In December 2018 I reviewed four of my articles from the INTHEBLACK magazine from 2018. Download the materials using the button below and watch the video.
Includes extra content not included in the magazine.
This year’s smorgasbord webinar includes
- how to handle validations
- dynamically highlighting the current row in a table (uses a macro)
- centralising logic – how and why to do it – alternatives to the IF function
- creating a slope chart (includes a macro to speed up the process)
As always there will be a few more tips and tricks shared in the session.
Following on from my last two VBA posts here is how you can identify the cell addresses of the first and last cells in a range.
In my last blog post I found the last used row and column numbers on the active sheet. This post lets us find the row and column extremities of a specific range.
When writing VBA code it is common to need to know the last used row and/or the last used column. These values provide the edges of the sheet contents.
When creating macros that work with filters it is a good idea to remove filters at the beginning of the macro code. Here is how you do that.
When you record a macro that refers to a particular cell or range on a particular sheet in Excel the range reference is hard coded into VBA (macro) code. Unfortunately this means if rows or columns are inserted or deleted in the reference range the code is not updated. There is an easy way to get around this.
My book was published just over four years ago and part of the writing process was creating an Index. To make the task easier I wrote a macro to assist me. Adding an Index to a large document can improve its usefulness. I am sharing the file I used in this blog post.
In a recent webinar I was asked about the “Too many different cell formats” error. This tends to be an error in Excel 2010 and earlier versions. In many cases this error is caused by having too many custom Styles.
It is common knowledge (or it should be) that running a macro clears the undo list. In general you can’t undo a macro. However some macros also clear the clipboard which can stop you copying and pasting. I have found a workaround for the clipboard problem.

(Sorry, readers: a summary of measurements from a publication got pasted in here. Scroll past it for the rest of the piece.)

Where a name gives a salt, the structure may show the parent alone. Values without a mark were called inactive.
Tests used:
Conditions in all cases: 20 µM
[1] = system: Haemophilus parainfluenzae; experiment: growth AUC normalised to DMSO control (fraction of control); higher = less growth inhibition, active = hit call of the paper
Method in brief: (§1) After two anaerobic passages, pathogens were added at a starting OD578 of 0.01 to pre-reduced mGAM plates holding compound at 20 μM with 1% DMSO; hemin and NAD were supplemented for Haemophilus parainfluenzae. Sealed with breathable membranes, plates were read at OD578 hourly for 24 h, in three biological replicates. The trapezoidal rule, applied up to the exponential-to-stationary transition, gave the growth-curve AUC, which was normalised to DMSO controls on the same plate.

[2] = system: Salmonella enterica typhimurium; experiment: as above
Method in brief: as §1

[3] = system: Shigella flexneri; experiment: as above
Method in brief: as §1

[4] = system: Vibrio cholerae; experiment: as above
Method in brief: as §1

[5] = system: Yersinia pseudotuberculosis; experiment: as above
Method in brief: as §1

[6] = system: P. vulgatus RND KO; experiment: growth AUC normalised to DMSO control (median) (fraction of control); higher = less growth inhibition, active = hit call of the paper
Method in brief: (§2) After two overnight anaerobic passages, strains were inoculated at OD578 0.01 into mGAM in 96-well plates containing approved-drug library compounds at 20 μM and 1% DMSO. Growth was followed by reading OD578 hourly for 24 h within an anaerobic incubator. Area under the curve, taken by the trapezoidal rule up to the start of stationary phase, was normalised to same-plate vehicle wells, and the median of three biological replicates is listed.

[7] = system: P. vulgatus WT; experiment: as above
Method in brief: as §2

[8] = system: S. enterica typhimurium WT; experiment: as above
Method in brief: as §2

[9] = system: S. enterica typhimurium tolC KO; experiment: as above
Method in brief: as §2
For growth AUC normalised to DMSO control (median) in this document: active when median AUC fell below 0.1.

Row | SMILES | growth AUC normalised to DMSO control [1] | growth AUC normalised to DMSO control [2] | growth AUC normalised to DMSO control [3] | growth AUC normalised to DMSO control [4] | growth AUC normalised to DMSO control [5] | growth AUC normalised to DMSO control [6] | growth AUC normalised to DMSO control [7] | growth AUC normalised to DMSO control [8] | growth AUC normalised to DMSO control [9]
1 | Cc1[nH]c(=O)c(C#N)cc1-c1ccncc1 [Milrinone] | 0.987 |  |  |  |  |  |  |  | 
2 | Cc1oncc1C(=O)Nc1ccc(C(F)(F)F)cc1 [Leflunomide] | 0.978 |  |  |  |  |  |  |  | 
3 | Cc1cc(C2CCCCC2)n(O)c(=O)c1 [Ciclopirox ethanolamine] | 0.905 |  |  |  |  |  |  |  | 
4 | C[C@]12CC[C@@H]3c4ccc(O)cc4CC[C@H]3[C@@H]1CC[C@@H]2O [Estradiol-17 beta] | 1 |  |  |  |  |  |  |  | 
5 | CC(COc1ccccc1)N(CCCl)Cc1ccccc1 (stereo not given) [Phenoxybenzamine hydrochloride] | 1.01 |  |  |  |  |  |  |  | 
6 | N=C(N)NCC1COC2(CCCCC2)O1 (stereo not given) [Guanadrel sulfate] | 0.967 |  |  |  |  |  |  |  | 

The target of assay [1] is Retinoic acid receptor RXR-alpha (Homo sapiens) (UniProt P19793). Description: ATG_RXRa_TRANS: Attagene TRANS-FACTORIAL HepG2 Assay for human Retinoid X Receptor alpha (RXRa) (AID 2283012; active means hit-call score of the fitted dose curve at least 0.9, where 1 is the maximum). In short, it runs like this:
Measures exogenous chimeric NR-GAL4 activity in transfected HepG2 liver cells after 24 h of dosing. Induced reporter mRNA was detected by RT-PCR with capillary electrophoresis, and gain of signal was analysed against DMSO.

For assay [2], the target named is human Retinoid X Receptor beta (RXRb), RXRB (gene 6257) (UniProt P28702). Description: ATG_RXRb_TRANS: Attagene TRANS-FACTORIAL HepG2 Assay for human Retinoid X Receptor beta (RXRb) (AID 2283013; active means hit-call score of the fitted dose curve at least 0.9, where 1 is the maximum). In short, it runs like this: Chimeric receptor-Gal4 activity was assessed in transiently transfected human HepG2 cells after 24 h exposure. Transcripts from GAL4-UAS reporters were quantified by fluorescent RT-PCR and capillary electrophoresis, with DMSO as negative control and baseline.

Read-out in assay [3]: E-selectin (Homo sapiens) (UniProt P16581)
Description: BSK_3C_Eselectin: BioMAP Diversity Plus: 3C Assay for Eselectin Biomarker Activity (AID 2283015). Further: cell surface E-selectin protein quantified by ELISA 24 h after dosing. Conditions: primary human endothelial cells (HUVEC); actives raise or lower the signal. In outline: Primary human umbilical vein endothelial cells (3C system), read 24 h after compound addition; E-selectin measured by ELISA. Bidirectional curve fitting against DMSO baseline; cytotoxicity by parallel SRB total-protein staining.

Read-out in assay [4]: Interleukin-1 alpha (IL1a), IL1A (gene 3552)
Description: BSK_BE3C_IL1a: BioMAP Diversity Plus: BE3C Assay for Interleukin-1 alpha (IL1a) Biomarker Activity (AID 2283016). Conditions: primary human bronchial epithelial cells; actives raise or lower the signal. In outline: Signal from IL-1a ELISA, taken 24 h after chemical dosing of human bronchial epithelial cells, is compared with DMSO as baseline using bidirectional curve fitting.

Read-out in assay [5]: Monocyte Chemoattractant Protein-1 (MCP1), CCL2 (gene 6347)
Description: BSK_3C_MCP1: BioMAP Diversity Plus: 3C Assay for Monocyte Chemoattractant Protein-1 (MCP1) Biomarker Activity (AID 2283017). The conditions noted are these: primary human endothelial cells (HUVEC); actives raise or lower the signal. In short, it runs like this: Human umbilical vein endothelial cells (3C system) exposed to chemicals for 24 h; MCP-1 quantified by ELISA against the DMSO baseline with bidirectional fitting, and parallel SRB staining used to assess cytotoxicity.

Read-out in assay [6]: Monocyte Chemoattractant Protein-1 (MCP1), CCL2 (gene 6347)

Let’s say you are creating a new table in a new sheet using a macro and you need to create the headings in row 1. There is a reasonably easy way to do it.
It is easy to create a recorded macro. It is not so easy to create a flexible and re-usable recorded macro. Click the materials Button below to download the pdf manual and example file.
Learn the techniques that can allow you to record effective macros that can handle different ranges and changes to sheet names.
Macros can speed up your work and reduce the time taken for tedious tasks, as well as adding functionality to Excel.
This is the first in a series of webinars dedicated to macros. Future paid sessions this month will expand on the techniques taught in this session.
Macro Webinar Materials
Excel will automatically decrease the print zoom % to fit to one page, but it won’t increase the zoom % to fit to one page. E.g. if you want to print on A3 instead of A4. I had a request to do this, so I wrote a macro to do it.
When clearing page breaks in Excel VBA you need to be careful. There is one command that will clear page breaks but it will also affect other print settings.
Privacy settings allow you to control who sees the Power Query data. There seems to be a bug that remembers your response to a dialog and this ignores any changes to the Privacy settings. Find out the VBA line of code that can fix it.
In a Linkedin Excel Group recently there was a discussion about whether or not you should use the Dim statement to declare your variables. The argument was that you don’t have to and someone had managed to successfully create some code without declaring variables.
Unfortunately lots of people use the Merge & Center format in their spreadsheets. When working with other people’s files that contain Merged cells I will often remove the Merged cells format and apply Center Across Selection which is the preferred format to use. The macro below will convert Merged cells to Center Across Selection.
I was working on a project for a client and receiving multiple files. Some of the sheets had hidden rows or columns. I realised there is no easy way to find out if a sheet has hidden rows or columns, so I wrote a macro.
When you copy a sheet that contains range names you usually end up making a duplicate of those names at the Worksheet level. I have written a macro that removes all duplicated sheet-based range names in a file.
I was watching a video a while back and some Excel experts were lamenting the lack of a documentation standard in Excel. They mentioned that the cell comments system could be used for documentation, but there was no way to centralise all the comments. Well, I have written a macro to do just that.
You can right click a sheet tab and select Hide, but it is just as easy to Unhide the sheet. What if you want to make it harder to unhide the sheet?